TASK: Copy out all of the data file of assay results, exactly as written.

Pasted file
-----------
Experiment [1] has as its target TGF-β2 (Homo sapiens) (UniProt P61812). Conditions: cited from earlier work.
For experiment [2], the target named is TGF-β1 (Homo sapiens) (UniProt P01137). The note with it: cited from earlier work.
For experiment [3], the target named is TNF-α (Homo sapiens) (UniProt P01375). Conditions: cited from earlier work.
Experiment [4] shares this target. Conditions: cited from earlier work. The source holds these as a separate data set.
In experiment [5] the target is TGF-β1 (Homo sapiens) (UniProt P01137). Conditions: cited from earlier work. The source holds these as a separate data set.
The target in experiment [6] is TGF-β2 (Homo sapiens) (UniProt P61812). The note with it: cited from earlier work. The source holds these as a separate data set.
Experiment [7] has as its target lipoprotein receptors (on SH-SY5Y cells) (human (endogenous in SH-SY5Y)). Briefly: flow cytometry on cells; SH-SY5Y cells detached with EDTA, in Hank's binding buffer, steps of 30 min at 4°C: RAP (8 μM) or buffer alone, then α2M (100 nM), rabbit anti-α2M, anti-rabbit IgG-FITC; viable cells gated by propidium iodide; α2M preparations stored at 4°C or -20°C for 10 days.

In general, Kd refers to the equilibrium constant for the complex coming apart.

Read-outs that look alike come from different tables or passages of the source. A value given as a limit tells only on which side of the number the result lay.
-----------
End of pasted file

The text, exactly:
Experiment [1] has as its target TGF-β2 (Homo sapiens) (UniProt P61812). Conditions: cited from earlier work.
For experiment [2], the target named is TGF-β1 (Homo sapiens) (UniProt P01137). The note with it: cited from earlier work.
For experiment [3], the target named is TNF-α (Homo sapiens) (UniProt P01375). Conditions: cited from earlier work.
Experiment [4] shares this target. Conditions: cited from earlier work. The source holds these as a separate data set.
In experiment [5] the target is TGF-β1 (Homo sapiens) (UniProt P01137). Conditions: cited from earlier work. The source holds these as a separate data set.
The target in experiment [6] is TGF-β2 (Homo sapiens) (UniProt P61812). The note with it: cited from earlier work. The source holds these as a separate data set.
Experiment [7] has as its target lipoprotein receptors (on SH-SY5Y cells) (human (endogenous in SH-SY5Y)). Briefly: flow cytometry on cells; SH-SY5Y cells detached with EDTA, in Hank's binding buffer, steps of 30 min at 4°C: RAP (8 μM) or buffer alone, then α2M (100 nM), rabbit anti-α2M, anti-rabbit IgG-FITC; viable cells gated by propidium iodide; α2M preparations stored at 4°C or -20°C for 10 days.

In general, Kd refers to the equilibrium constant for the complex coming apart.

Read-outs that look alike come from different tables or passages of the source. A value given as a limit tells only on which side of the number the result lay.